As any modern architecture aficionado knows, the Glass House is Philip Johnson‘s best-known residence. However, it’s not his first. That title goes to the Booth House, built in 1946 (three years prior to the New Canaan beauty) in rural Bedford, New York. Like the Glass House, it boasts Johnson’s iconic floor-to-ceiling glazing, location atop a grass podium, and internal organization around a central fireplace. But unlike the Glass House, now a historic house museum, the Booth House is not protected, and moreover, its title is in litigation which means it could very well face the wrecking ball. Therefore, Archpaper tells us that the long-time owners have listed the home for $1 million in hopes that a preservation-minded buyer will step up.
Screen cap via NYT
Just down the street from the now-closed modernist treasure trove and icon that was the Four Seasons in Manhattan’s east 50s is a lesser-known architectural treasure. Philip Johnson’s 1950 Rockefeller Guest House is one of a handful of private residences the architect designed for New York City clients. The house is a designated historic and architectural landmark, but a subtle one that’s easily missed on the quiet street–as the New York Times puts it, “the house doesn’t give up its secrets easily.” Once you spot the home’s brick-and-glass facade, though, it’s hard not to be enthralled.
Happy New Year! New year, new month, new #Midnightmoment film in Times Square. This month Pipilotti Rist flattens and squishes her face each night across the screens in conjunction with her solo show at the New Museum. SF’s Spoke Art also opens a new show curated at Supersonic at their LES outpost, and Japanese artist Ayakamay examines media perception at The Lodge Gallery. But if you’re looking for a throwback or something more low-key, hear from old school graffiti writers at Eric Firestone Gallery, or treat yourself to new and exciting film at the Museum of the Moving Image. Lastly, head to The City Reliquary to catch a screening about Philip Johnson’s iconic World’s Fair pavilion in Flushing Meadow, bring your ideas to The Center for Architecture, and then visit the Brooklyn Museum for free courtesy of Target.
The 21st century incarnation of the iconic Four Seasons restaurant set to open at 280 Park Avenue will bear no resemblance to the original, beyond the famous name and the sign that fronted the “Mad Men”-era power lunch spot in the Seagram Building, according to the restaurant’s co-owner, Julian Niccolini. The New York Post reports that the team behind the “new” Four Seasons–Niccolini and partner Alex von Bidder, the Bronfman family, landlord Steve Roth of Vornado and representatives of landlord SL Green Realty–approved the new restaurant’s design, by Brazilian architect Isay Weinfeld, last Friday.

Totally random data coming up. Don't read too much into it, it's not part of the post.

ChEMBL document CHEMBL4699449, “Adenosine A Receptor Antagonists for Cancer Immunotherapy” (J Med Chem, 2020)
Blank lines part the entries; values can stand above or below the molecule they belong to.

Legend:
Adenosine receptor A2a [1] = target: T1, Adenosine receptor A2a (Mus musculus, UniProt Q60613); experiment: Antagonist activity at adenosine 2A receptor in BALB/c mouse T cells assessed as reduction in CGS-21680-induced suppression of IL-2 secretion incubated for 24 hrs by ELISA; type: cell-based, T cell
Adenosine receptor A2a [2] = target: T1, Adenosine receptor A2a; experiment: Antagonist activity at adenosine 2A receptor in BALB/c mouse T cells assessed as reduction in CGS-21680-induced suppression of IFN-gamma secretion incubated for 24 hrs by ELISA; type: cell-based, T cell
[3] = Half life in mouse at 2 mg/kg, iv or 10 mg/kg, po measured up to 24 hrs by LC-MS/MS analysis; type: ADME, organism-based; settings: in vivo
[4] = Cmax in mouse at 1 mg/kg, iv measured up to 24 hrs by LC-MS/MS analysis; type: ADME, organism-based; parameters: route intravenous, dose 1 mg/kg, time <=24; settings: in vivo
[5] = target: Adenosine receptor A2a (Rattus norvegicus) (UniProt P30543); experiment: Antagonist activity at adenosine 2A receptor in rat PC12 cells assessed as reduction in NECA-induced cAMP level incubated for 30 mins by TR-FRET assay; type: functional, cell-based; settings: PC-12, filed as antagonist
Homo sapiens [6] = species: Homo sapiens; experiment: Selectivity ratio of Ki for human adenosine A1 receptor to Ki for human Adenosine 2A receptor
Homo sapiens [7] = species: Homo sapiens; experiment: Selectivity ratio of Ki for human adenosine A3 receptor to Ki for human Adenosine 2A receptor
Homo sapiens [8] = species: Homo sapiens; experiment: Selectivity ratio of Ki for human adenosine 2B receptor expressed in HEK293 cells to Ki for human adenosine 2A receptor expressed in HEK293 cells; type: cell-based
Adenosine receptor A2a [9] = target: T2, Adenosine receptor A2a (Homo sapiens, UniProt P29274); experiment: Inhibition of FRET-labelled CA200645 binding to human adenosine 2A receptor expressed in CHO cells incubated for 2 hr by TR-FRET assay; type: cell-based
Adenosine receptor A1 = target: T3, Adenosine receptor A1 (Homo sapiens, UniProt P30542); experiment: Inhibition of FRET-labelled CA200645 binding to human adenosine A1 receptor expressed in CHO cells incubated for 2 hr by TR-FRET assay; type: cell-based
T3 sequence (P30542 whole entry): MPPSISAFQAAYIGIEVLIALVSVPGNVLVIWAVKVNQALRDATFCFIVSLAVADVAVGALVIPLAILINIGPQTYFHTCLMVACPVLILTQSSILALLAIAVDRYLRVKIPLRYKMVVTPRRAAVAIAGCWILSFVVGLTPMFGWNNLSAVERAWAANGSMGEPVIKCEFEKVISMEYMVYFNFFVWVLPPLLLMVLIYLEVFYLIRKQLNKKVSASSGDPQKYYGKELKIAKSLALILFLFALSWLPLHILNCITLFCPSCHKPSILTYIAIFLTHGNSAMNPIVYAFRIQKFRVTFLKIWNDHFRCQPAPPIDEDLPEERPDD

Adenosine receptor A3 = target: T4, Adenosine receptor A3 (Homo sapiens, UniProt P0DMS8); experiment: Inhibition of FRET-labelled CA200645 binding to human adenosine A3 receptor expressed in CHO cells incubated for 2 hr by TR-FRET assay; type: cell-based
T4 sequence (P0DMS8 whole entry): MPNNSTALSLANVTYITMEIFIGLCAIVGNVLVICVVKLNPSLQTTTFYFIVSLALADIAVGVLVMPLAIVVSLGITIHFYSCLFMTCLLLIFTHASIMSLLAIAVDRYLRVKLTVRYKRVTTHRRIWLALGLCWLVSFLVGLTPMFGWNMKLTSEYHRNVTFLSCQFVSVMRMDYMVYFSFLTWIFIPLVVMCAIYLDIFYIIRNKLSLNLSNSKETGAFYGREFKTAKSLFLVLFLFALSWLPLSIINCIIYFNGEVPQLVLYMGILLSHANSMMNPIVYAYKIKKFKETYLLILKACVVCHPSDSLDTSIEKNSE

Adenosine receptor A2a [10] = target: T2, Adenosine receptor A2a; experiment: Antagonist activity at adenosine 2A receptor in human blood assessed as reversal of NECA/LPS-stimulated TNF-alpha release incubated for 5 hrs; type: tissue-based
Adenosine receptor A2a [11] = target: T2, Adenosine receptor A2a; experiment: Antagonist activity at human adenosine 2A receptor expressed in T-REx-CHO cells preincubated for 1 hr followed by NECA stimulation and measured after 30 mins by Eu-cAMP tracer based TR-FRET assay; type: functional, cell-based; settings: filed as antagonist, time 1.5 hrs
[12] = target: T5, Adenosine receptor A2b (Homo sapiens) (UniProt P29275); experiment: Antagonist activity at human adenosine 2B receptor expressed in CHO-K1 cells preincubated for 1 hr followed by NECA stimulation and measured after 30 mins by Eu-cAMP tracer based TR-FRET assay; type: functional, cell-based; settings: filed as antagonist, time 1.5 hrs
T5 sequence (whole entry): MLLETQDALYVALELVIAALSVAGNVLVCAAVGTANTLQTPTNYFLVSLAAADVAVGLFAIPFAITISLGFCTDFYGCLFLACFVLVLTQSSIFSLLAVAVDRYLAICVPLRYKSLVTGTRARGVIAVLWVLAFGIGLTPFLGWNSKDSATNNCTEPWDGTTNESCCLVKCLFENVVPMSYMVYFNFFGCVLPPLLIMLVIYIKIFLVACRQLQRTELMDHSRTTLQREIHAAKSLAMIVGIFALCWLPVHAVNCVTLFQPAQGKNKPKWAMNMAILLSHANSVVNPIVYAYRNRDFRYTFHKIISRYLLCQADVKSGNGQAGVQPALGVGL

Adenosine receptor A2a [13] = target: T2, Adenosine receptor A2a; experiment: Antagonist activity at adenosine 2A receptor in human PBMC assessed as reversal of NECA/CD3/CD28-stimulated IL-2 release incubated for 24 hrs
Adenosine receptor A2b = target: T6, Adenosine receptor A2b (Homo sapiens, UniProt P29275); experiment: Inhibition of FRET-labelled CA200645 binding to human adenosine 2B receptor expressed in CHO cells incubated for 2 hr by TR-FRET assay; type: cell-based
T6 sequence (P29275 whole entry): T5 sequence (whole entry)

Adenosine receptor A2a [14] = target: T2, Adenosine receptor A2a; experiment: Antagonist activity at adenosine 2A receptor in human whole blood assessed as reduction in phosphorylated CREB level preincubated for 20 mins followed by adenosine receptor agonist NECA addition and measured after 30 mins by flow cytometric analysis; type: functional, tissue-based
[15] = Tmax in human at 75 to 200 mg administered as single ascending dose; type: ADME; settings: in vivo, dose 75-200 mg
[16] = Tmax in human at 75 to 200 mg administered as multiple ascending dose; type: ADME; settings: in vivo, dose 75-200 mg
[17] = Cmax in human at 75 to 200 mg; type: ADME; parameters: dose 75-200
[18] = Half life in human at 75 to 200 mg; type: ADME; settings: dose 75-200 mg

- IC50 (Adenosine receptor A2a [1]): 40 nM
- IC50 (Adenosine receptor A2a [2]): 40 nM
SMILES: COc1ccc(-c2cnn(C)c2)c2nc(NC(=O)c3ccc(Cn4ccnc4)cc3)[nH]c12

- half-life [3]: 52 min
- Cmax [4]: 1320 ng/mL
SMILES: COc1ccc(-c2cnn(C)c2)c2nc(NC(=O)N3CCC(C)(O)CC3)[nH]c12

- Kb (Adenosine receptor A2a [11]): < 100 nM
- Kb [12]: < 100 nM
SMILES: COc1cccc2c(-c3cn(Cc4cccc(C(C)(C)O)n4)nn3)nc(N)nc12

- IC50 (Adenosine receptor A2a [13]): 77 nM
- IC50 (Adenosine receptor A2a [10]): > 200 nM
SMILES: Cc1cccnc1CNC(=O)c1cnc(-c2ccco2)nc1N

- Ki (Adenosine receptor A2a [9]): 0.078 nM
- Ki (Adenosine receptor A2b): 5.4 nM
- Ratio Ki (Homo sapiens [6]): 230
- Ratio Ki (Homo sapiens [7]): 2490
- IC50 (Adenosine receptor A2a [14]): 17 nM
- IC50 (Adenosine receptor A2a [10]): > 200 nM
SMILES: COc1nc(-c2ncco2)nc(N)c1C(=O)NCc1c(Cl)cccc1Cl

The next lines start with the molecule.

In a city where hundreds of interesting happenings occur each week, it can be hard to pick and choose your way to a fulfilling life. Art Nerd‘s philosophy is a combination of observation, participation, education and of course a party to create the ultimate well-rounded week. Jump ahead for Art Nerd founder Lori Zimmer’s top picks for 6sqft readers!
Starting this weekend, a miniature Redwood forest grows in Brooklyn thanks to the Public Art Fund. Female artists take on the self portrait at the Untitled Space, while Salomon Art Gallery hosts a Beggars Banquet. Countless artists open their doors for Bushwick Open Studios, where you’re also welcome to channel your inner artist at Jacked Fashion Camp. The Queens Museum celebrates a book launch by Rebecca Solnit, and the City Reliquary highlights Philip Johnson’s Queens landmark. Finally, add to your art collection and stop by the Affordable Art Fair in Manhattan all weekend long.
The Wright auction house is gearing up for the July 26 auction of kitchen and dining room items from the iconic Four Seasons restaurant. As 6sqft previously reported, news that the restaurant would decamp from the building surfaced last summer, when Seagram Building owner Aby Rosen did not renew the lease for what has been seen as the quintessential Midtown “power lunch” spot for the last decades of the 20th century since it opened in 1959. The restaurant’s interiors feature custom designs by Pritzker Prize-winner Philip Johnson and furniture, tableware and other modernist treasures by the likes of by Seagram Building designer Mies Van der Rohe, Hans J. Wegner and others and custom-made Knoll furniture.